Five Republicans got their petitions in early Monday, with at least 3,000 signatures each.

The Illinois Republican Party's attorney John Fogarty says the popular vote for president is known here as the "beauty contest."

That's because who Illinois GOP primary voters pick as delegates -- who are listed on the ballot as supporters of a particular candidate -- is where the race is really won.

WILL

Illinois Gov. Bruce Rauner says he spent his nearly two-week holiday vacation in Spain and Morocco with his family.

This week, a look back at the past year in Illinois state government and politics.  WUIS News Director Sean Crawford and Illinois Issues Editor Jamey Dunn join the panel.

WUIS

The chances of Illinois state leaders approving a budget get better starting in January.

That’s because of a quirk in state law.

Black legislators say Illinois Gov. Bruce Rauner hasn’t done enough in the wake of the release of police shootings of LaQuan McDonald and other African Americans.

When asked by reporters, Gov. Rauner said he cried after watching the 2014 video of black Chicago teenager LaQuan McDonald getting shot 16 times by a city cop.

“That video — shocking, terrifying. I cried for the young man who was brutally shot," he said.

In recent days officers responding to a call killed two other black Chicagoans.

WUIS

The Illinois attorney general has ruled that Gov. Bruce Rauner's office has withheld too much information on his daily appointment calendars from taxpayers. 

John Cullerton, Bruce Rauner and Michael Madigan
Brian Mackey / WUIS

As we get ready to welcome 2016, we thought we’d take a few minutes to listen back to what’s been a difficult year in Illinois government and politics. There was an epic fight between Democrats and Republicans in Springfield, disgrace for two Illinois Congressmen, and a reckoning over violence in Chicago. Here now are some of the voices that made news in 2015.

Come Friday,  when the New Year begins, 237 new laws will be in effect in Illinois – about half of those that passed during Gov. Bruce Rauner’s first term. But the state is still without a budget as Rauner and lawmakers fight over a handful more.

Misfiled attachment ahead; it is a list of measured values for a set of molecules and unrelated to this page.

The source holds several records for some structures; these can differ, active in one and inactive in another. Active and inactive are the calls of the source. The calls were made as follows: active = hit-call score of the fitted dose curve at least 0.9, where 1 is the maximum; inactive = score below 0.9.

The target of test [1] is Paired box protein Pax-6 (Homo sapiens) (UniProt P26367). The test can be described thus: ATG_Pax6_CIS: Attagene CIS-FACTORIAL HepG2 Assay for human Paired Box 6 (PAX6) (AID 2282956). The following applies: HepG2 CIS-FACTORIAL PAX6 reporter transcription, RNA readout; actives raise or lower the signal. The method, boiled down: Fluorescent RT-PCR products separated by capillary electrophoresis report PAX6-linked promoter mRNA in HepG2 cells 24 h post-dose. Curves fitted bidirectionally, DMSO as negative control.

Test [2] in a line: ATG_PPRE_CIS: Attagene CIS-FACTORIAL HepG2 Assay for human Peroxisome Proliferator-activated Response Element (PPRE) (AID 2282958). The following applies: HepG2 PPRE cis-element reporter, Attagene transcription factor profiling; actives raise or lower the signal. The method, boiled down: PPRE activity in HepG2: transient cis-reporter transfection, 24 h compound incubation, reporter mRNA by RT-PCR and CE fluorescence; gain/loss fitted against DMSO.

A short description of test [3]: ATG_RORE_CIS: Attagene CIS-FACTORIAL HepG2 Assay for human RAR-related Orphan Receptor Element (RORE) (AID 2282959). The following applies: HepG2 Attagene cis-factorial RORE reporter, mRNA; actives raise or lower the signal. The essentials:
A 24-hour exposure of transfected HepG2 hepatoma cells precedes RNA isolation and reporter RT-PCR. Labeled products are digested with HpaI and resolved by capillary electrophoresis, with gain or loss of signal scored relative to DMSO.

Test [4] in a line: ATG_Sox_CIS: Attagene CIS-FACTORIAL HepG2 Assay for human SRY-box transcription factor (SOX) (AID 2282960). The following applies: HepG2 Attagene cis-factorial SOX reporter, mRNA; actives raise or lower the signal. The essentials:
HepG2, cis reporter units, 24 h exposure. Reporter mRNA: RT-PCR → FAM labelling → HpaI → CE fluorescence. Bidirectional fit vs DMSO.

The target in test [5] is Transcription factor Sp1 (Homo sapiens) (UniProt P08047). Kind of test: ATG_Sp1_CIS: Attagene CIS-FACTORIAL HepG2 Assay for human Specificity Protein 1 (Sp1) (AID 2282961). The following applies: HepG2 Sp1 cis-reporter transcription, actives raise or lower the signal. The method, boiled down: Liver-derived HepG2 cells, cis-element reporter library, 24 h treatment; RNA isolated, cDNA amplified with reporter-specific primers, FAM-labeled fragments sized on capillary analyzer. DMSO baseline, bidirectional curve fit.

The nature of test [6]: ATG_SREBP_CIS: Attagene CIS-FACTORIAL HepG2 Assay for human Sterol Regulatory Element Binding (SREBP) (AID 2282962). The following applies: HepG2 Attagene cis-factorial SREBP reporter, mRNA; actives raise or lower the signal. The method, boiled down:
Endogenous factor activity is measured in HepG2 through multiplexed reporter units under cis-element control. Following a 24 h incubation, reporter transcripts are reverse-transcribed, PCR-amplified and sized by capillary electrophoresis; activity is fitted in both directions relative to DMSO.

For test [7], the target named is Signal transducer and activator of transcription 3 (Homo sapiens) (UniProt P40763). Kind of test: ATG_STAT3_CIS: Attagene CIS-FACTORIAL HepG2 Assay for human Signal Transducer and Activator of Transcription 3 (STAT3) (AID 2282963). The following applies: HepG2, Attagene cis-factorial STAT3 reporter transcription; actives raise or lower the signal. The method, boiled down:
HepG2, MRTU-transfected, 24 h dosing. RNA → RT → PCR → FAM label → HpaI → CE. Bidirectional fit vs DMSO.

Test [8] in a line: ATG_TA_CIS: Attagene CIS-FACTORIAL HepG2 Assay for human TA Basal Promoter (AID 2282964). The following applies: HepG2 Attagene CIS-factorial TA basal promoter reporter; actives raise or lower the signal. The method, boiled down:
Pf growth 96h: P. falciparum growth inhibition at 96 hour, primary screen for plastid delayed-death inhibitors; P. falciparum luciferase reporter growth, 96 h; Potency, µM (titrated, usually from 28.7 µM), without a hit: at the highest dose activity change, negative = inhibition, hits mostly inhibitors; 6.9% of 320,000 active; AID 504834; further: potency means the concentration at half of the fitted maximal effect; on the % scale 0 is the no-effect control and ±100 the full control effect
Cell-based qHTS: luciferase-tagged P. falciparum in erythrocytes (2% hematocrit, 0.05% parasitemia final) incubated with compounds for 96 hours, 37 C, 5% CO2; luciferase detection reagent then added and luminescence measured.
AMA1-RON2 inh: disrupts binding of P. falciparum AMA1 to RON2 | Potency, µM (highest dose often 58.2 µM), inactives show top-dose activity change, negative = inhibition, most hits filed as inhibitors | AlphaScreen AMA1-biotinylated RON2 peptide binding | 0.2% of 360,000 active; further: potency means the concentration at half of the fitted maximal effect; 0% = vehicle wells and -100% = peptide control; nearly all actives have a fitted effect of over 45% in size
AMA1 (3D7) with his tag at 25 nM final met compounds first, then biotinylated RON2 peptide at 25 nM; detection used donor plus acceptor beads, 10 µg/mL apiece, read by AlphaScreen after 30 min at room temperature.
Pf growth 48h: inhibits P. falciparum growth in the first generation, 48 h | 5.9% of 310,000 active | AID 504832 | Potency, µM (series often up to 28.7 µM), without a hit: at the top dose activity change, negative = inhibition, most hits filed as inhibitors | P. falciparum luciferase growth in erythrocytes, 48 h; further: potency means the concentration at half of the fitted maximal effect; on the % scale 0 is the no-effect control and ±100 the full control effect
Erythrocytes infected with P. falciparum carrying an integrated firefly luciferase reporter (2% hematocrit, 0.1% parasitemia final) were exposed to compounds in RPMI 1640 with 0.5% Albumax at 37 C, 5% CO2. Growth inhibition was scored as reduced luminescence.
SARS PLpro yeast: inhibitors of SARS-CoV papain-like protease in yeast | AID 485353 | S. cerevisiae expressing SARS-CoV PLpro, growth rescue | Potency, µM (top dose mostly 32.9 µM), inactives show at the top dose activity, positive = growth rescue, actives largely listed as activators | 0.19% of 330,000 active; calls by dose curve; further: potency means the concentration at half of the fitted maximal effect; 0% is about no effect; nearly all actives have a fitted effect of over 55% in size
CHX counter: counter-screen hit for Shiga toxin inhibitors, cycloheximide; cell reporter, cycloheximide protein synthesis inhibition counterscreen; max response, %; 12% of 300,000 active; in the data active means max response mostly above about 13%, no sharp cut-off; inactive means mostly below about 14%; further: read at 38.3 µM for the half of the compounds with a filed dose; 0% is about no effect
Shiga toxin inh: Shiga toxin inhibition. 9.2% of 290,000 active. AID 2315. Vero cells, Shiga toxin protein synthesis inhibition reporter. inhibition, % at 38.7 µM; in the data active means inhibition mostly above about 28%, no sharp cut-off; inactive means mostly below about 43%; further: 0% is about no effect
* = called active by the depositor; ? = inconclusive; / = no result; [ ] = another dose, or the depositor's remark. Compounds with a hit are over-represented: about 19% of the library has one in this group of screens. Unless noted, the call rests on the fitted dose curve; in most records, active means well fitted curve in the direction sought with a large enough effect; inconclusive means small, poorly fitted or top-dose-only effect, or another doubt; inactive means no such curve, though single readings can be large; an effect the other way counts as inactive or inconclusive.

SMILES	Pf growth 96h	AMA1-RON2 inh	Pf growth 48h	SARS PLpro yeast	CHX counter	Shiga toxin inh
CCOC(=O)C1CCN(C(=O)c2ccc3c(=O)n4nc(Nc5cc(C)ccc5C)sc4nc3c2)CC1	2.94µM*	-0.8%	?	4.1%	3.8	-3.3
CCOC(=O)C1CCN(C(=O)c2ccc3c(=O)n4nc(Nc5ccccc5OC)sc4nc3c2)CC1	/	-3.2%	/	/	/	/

Chamber
Flickr user: Matt Turner

More than 200 new laws will go into effect in Illinois on January 1.

This week, the panel reflects back on some memorable people and events in Illinois state politics and government over the past few decades, how things have changed, and how things have stayed the same.

Illinois could finally reckon with its dramatically overcrowded prisons in 2016.

The entire system is at 146 percent of the capacity it was designed to hold, but that number doesn’t tell the whole story. Some individual prisons — such as East Moline, Illinois River and Lincoln — are above 200 percent of the rated capacity.

Bruce Rauner
Brian Mackey / WUIS/Illinois Issues

Illinois got a new governor in 2015 but not a budget. In terms of state government, a lot has—and hasn’t — happened in the past year.

Lisa Ryan/WUIS

Money is still being raised to help run the Illinois State Museum in Springfield - even though its doors have been closed to the public for three months. A not-for-profit that deals with grants and private donations continues to solicit, sending out pleas for donations in the mail.

State leaders aren't discussing how Illinois can bring in more tax money; not yet anyway. Given the state's growing deficit they'll get there one day. The state's leading group for retirees is on the offensive over one particular tax break.

Herwig Kavallar, Creative Commons

It can be scary for a victim of sexual abuse to have to testify about it in court; a state law taking effect in the New Year is meant to give them comfort. With it, children will be able to bring canine companions with them to court.

Illinois' budget crisis won't be resolved this year.  Governor Bruce Rauner and legislative leaders are sticking to their respective positions, and this week House Speaker Michael Madigan didn't attend a meeting that focused on discussion of term limits and other aspects of Rauner's demands.  WBEZ Public Radio's Tony Arnold joins the panel.